My favorite athletes are polarizing iconoclasts like Kobe Bryant, Terrell Owens, and Usain Bolt. You probably think I have some sort of superiority complex, right? Not at all.
The thing is, these athletes are probably the only ones that I can actually relate to on a personal level. When I play basketball I try to emulate Richard Hamilton, Reggie Miller, Tayshaun Prince, Josh Smith, and Andrei Kirilenko because I have a similar frame or skill set to most of them.
When I was younger no one ever wanted me on their team or wanted to be around me. People ask why I set such hard picks on curls and back cuts now: It's because when I was younger I was too frail to set a good pick and would either get ran through or I would end up in the ground. Cue the violins. I feel so sorry for myself.
I never had particularly good mechanics in respects to any sport I tried to play. I was too slow to run track, lacked the lung capacity for that as well, had too bad of coordination to play baseball or football, and was too frail for most of these activities. It's like now, when I go to the gym I do all my shooting drills and ball handling drills and agility and strength-enhancing drills by myself. Outside of a few close friends, I'm very reticent when it comes to the gym. Especially since I bust my face open last week.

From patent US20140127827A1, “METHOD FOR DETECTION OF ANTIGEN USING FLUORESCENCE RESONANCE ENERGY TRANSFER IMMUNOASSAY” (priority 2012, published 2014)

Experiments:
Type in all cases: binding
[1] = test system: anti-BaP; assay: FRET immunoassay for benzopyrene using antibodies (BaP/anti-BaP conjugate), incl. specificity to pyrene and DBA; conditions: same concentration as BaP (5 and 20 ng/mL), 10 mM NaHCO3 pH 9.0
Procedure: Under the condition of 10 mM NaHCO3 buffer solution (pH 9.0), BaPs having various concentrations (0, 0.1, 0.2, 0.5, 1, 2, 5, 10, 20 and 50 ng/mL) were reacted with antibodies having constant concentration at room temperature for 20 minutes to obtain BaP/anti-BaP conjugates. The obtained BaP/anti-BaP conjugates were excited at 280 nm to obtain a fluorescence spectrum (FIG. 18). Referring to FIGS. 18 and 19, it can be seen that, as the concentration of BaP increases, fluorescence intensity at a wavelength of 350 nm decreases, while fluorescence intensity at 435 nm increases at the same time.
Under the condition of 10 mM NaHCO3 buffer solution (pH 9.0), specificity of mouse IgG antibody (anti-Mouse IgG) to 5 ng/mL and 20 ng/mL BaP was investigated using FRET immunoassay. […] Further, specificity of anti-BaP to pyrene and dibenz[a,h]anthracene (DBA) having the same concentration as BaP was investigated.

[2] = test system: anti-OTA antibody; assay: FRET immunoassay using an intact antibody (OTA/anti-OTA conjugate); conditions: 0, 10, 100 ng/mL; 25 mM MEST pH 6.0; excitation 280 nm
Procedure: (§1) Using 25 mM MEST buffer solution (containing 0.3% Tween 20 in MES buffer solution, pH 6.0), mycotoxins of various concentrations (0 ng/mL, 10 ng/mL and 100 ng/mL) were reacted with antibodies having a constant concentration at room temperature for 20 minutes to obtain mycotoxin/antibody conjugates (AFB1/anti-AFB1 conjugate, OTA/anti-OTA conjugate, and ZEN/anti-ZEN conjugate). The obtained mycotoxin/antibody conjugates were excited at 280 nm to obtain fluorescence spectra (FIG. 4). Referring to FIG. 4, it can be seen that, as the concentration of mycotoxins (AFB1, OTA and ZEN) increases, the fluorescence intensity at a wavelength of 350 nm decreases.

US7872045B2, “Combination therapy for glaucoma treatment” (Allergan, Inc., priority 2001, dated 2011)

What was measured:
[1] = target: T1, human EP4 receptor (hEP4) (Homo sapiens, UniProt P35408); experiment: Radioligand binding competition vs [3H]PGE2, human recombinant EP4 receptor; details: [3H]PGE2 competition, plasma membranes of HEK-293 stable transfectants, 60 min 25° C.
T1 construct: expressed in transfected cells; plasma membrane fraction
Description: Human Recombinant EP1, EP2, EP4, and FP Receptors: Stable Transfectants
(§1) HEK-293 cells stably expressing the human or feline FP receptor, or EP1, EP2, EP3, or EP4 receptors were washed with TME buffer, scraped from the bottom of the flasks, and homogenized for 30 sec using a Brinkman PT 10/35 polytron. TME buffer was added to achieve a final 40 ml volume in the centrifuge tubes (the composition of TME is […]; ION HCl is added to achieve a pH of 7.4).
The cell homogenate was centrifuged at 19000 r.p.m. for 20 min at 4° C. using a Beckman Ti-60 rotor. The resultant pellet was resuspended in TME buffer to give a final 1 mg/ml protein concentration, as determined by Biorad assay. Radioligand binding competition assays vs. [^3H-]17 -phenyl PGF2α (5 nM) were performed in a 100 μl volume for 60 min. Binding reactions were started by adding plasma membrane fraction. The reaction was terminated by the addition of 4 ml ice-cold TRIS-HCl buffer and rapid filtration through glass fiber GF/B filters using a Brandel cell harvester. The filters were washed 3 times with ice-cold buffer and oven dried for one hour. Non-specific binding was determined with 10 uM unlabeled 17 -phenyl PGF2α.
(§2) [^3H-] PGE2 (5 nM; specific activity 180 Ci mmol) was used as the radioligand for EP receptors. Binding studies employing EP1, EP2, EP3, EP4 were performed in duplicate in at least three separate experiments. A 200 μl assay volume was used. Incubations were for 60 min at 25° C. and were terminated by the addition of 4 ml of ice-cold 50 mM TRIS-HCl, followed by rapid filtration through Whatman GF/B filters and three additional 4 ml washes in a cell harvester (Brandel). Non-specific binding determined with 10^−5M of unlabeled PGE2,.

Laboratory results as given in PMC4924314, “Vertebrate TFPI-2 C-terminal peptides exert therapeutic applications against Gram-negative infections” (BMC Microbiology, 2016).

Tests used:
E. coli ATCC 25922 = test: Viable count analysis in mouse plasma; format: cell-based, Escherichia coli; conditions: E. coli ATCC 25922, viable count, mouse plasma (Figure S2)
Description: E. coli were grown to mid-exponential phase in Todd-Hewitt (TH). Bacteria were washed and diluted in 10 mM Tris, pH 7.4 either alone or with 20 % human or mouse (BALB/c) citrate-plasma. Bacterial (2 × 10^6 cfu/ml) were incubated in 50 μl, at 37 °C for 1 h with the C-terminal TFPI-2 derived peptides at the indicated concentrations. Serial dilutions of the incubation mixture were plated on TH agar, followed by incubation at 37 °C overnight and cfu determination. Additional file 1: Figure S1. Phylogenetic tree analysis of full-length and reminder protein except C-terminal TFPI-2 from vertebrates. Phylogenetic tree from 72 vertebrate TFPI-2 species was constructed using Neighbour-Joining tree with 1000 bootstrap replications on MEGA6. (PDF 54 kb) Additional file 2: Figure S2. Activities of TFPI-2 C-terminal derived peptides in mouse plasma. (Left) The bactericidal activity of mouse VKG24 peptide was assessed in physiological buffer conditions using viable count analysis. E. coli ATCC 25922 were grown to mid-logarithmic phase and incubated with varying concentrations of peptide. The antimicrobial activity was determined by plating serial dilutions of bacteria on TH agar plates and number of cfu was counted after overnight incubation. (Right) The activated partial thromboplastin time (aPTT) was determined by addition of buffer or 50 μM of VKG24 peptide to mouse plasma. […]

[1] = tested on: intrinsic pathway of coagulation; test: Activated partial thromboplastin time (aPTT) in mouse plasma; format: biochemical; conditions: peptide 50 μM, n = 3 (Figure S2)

Do I feel like I have a chip on my shoulder? No; it's more like a mountain. But every great person had to have some sort of chip on their shoulder, so I don't harp on it. I don't feel sorry for myself. I don't want anyone else to either.
Who knows, maybe when I get older people will actually value my company. It's whatever. Am I distant? No. Is Kobe distant? How about TO? Or Bolt? You might say so, but if you knew what they had to deal with as youths, you wouldn't say that.
What's Kobe's career high? 81. What number does TO wear? 81. As a multiple of three, that's the only number that matters to me at any gym, sandlot, or playground.